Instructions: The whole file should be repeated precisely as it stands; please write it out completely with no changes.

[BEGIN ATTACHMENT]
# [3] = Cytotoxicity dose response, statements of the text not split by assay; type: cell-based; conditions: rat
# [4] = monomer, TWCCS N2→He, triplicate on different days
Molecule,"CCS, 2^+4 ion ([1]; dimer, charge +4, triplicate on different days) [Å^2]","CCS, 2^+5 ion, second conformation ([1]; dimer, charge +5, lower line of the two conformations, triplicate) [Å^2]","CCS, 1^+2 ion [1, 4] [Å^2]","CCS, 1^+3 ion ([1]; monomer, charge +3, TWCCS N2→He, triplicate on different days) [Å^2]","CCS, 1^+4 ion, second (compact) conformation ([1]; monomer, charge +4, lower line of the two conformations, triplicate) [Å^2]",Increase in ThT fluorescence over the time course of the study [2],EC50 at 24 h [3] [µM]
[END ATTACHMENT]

# [3] = Cytotoxicity dose response, statements of the text not split by assay; type: cell-based; conditions: rat
# [4] = monomer, TWCCS N2→He, triplicate on different days
Molecule,"CCS, 2^+4 ion ([1]; dimer, charge +4, triplicate on different days) [Å^2]","CCS, 2^+5 ion, second conformation ([1]; dimer, charge +5, lower line of the two conformations, triplicate) [Å^2]","CCS, 1^+2 ion [1, 4] [Å^2]","CCS, 1^+3 ion ([1]; monomer, charge +3, TWCCS N2→He, triplicate on different days) [Å^2]","CCS, 1^+4 ion, second (compact) conformation ([1]; monomer, charge +4, lower line of the two conformations, triplicate) [Å^2]",Increase in ThT fluorescence over the time course of the study [2],EC50 at 24 h [3] [µM]